This song has some great elements to it for a celebration of life gathering. It's a slower song, yet not somber. Sarah McLachlan's I Will Remember You is about remembering relationships fondly without grieving the loss of the relationship. This song is a suitable choice for almost anyone - especially someone who wouldn't have wanted people to cry over their death.
Lust for Life
Godfather of Punk Iggy Pop's song Lust for Life is a fast-paced, in-your-face song that is appropriate for a more rambunctious crowd at a celebration of life event. It's not a reflective piece by any means, but more of a song that celebrates going out and living life to the fullest.
Time of Our Lives
Time of Our Lives by Pitbull and Ne-Yo is a modern song celebrating not caring about life's obligations and instead, going out and having fun. Note that there are two versions of this song: one explicit and one clean. This is a party song and works well for a celebration honoring the life of a young person who focused more on life than the expectations of others.
Turn! Turn! Turn! (To Everything There Is a Season)
Turn! Turn! Turn! (To Everything There Is a Season) by The Byrds is a well-recognized song from the 60s that reminds listeners of the natural course of life and death. It's a good choice for a celebration of life for someone who lived a long life and the death wasn't an unexpected shock.
I Hope You Dance
Lee Ann Womack's song is a message to the listener to actively participate in life and not sit out on the fun to be had. I Hope You Dance features a slow pace that is easily swayed to, making it appropriate for a concluding song where attendees embrace. If the deceased would likely have sent the message to those left behind to not squander opportunities to live fully, this song is a good choice.
Don't Stop Believin'
Journey's famous anthem is a popular choice for celebrations of life, not only because it so recognizable and easily sang along with, but also because Don't Stop Believin' is about pushing through life no matter what happens. It's appropriate to celebrate the life of someone who never let the hassles of life stop them from pushing forward.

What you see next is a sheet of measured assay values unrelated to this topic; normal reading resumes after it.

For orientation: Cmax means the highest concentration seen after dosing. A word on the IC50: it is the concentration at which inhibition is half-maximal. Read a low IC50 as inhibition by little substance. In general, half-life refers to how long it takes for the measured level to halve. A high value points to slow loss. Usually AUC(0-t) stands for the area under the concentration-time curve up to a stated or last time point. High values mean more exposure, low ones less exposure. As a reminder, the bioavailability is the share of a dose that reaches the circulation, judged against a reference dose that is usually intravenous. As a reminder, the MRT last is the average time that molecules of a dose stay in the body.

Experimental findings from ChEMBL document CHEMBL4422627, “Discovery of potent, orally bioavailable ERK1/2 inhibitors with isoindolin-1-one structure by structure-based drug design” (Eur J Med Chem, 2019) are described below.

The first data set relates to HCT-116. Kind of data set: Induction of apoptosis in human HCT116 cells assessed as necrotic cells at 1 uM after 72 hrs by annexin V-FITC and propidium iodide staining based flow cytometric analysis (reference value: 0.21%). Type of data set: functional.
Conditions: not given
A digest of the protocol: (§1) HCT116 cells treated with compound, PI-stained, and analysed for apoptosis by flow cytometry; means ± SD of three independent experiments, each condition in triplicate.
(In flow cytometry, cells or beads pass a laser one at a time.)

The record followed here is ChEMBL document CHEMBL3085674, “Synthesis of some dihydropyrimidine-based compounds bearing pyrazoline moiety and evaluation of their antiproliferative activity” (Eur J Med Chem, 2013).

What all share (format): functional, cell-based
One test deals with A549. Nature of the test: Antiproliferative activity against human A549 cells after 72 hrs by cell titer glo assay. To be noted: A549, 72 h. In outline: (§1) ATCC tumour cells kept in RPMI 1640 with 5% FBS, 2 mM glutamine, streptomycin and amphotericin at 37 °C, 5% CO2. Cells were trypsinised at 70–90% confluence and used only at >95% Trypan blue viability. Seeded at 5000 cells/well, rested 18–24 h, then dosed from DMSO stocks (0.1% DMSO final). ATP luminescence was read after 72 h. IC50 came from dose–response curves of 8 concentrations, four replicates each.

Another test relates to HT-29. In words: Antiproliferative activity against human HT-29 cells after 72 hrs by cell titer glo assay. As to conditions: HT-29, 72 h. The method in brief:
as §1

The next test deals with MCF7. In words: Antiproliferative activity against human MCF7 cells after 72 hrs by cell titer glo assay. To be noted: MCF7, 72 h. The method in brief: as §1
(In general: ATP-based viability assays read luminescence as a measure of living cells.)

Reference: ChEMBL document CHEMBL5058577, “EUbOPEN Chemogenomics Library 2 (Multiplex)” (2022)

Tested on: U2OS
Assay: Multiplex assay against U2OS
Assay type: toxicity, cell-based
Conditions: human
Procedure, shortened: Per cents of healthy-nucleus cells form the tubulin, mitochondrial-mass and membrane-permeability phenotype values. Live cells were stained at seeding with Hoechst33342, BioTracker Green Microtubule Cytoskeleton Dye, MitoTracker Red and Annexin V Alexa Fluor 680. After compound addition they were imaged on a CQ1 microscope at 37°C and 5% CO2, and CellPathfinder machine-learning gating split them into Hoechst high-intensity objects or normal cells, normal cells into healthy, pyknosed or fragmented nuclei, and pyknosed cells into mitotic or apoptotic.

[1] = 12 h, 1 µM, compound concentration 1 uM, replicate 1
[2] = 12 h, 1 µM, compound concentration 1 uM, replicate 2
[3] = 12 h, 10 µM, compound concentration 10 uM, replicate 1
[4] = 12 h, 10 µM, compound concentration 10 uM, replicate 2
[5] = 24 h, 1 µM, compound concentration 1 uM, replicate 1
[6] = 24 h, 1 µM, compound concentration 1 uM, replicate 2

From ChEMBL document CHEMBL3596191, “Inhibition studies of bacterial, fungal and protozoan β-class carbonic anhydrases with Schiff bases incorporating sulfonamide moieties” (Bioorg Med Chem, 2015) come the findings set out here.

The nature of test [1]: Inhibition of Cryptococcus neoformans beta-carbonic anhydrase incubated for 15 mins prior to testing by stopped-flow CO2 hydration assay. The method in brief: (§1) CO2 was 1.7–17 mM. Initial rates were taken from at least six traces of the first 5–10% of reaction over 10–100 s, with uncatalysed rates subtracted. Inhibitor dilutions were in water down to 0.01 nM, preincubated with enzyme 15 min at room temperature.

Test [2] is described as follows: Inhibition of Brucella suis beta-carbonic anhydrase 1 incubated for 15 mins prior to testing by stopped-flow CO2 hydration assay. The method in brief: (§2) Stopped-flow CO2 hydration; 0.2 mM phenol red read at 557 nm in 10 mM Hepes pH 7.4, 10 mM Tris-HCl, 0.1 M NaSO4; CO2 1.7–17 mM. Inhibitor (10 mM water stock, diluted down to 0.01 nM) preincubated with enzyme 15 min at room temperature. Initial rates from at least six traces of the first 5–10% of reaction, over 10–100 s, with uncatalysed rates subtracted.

Live Like You Were Dying
Perhaps the best song to play at the celebration of life for someone who had time to enjoy life intentionally before passing away, Tim McGraw's country song Live Like You Were Dying tells the narrative of a man in his 40s who is told he doesn't have long to live, so he goes out and lives life exuberantly. It's a message to those left behind that every day is a gift, making it appropriate for nearly any celebration of life gathering.
Congruent Song Choice
Even if you find a song that you feel has the exact message the deceased would want to convey to those left behind, stop and analyze if the song is one the deceased would have enjoyed. You don't want to choose something incongruent to who the person was in life. For example, no matter how much Lose Yourself by Eminem embodies everything your grandfather would have wanted to tell everyone, the explicit language and rap genre may not resonate well with the intended audience. Conversely, a celebration of life gathering for a young, vibrant person where you play Eric Clapton's slow anthem Tears in Heaven may feel wrong, especially if you're striving for a celebration. Make sure the song matches the vibe of the celebration and the music preferences of the deceased in life.